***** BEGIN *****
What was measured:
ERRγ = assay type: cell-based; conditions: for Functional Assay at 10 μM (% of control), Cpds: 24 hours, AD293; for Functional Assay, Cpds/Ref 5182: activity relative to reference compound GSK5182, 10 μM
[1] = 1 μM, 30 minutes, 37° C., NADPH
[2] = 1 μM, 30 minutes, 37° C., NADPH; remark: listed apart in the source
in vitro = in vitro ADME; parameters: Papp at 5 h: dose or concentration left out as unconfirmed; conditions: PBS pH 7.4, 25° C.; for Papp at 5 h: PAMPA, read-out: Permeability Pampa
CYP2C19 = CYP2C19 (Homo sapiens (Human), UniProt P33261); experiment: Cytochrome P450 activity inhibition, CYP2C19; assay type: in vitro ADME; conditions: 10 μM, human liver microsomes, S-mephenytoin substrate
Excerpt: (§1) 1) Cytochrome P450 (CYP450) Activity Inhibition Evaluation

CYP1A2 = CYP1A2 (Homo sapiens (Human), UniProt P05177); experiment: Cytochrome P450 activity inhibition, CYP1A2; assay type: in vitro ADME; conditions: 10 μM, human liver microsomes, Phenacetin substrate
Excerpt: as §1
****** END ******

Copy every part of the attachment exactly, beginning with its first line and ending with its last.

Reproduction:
What was measured:
ERRγ = assay type: cell-based; conditions: for Functional Assay at 10 μM (% of control), Cpds: 24 hours, AD293; for Functional Assay, Cpds/Ref 5182: activity relative to reference compound GSK5182, 10 μM
[1] = 1 μM, 30 minutes, 37° C., NADPH
[2] = 1 μM, 30 minutes, 37° C., NADPH; remark: listed apart in the source
in vitro = in vitro ADME; parameters: Papp at 5 h: dose or concentration left out as unconfirmed; conditions: PBS pH 7.4, 25° C.; for Papp at 5 h: PAMPA, read-out: Permeability Pampa
CYP2C19 = CYP2C19 (Homo sapiens (Human), UniProt P33261); experiment: Cytochrome P450 activity inhibition, CYP2C19; assay type: in vitro ADME; conditions: 10 μM, human liver microsomes, S-mephenytoin substrate
Excerpt: (§1) 1) Cytochrome P450 (CYP450) Activity Inhibition Evaluation

CYP1A2 = CYP1A2 (Homo sapiens (Human), UniProt P05177); experiment: Cytochrome P450 activity inhibition, CYP1A2; assay type: in vitro ADME; conditions: 10 μM, human liver microsomes, Phenacetin substrate
Excerpt: as §1